Excerpt: "There are times when Giants head coach Tom Coughlin strides to the podium on Wednesdays and the words that come booming out of his mouth to kick off the next game week sound suspiciously like the basic talking points he plans to give his team. He lays out the opponent the Giants are facing, he mentions whatever lingering predicaments their last game exposed, then he gets into how they can address all of it. And as odd as it seems to say this about a man who has won two Super Bowls, the leadership that Coughlin shows in moments like this is perhaps the most underrated part of what he does.
Coughlin is a coach in the best, most complete sense of the word. Part of the job description is that the good ones sense it's time to show the way in times like this.
The first-place Giants are a perfectly respectable 6-3 heading into Sunday's game at Cincinnati. But in the wake of last Sunday's stinging loss to Pittsburgh, the latest brushfire that Coughlin has to stamp out actually feels more like a bonfire: His quarterback, Eli Manning, has been struggling the past three games.
What to do about it is the question.And Coughlin blinked and looked unabashedly surprised Wednesday when he was asked if Manning has become so good he would just let Manning "fix himself."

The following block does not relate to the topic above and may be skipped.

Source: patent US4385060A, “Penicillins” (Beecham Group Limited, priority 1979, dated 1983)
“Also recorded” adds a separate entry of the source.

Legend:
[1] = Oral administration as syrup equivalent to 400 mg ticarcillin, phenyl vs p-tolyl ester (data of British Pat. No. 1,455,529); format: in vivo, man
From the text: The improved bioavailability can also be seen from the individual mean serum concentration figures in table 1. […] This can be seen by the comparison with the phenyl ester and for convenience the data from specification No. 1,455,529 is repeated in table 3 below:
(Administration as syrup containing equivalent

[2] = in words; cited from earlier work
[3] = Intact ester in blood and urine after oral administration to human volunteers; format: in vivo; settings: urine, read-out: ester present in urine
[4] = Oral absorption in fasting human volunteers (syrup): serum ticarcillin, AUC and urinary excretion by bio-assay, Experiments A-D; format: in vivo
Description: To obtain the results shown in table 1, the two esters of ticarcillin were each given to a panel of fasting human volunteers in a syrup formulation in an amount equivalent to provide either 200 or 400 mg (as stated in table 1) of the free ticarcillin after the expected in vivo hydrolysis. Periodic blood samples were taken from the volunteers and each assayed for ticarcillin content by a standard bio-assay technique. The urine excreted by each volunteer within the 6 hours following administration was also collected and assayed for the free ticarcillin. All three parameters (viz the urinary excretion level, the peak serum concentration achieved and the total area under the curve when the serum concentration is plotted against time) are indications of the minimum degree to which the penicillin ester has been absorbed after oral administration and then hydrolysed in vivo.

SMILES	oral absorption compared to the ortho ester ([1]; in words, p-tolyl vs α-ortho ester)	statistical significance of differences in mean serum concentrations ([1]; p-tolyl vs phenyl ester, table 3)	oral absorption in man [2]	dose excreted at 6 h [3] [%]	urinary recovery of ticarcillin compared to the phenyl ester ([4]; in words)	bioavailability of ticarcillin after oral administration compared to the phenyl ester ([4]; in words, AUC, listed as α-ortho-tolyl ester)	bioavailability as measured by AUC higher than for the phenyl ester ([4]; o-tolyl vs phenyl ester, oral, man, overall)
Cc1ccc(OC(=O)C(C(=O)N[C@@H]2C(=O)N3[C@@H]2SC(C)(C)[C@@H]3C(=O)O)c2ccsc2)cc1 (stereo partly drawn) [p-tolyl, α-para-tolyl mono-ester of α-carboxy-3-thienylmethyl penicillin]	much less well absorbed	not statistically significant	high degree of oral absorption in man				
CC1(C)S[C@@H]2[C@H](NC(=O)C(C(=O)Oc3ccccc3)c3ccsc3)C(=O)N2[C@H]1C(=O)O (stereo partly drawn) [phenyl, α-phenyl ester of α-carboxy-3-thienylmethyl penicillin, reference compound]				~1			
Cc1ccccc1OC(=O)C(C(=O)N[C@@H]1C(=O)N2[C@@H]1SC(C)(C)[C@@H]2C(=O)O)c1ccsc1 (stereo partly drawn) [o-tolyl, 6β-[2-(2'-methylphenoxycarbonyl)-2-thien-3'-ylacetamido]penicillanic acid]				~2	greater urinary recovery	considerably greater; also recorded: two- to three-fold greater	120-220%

"Well, no," Coughlin answered.
That's not how Coughlin looks at it at all.
If you haven't noticed, one of the hallmarks of Coughlin's Giants teams is players develop here. They just do. Players seem to get better after they get to Coughlin's Giants, and it doesn't matter if they're undrafted free agents or the No. 1 overall pick in the draft like Manning was, a freakish but raw talent like Jason Pierre-Paul or a seven-time castoff like backup running back Andre Brown, one of this season's revelations. The common thread is players just seem to rise closer to the players they're supposed to be under Coughlin and his staff. And the answer he gave Wednesday about how he's handling Manning's slump was a little insight into why." Read more...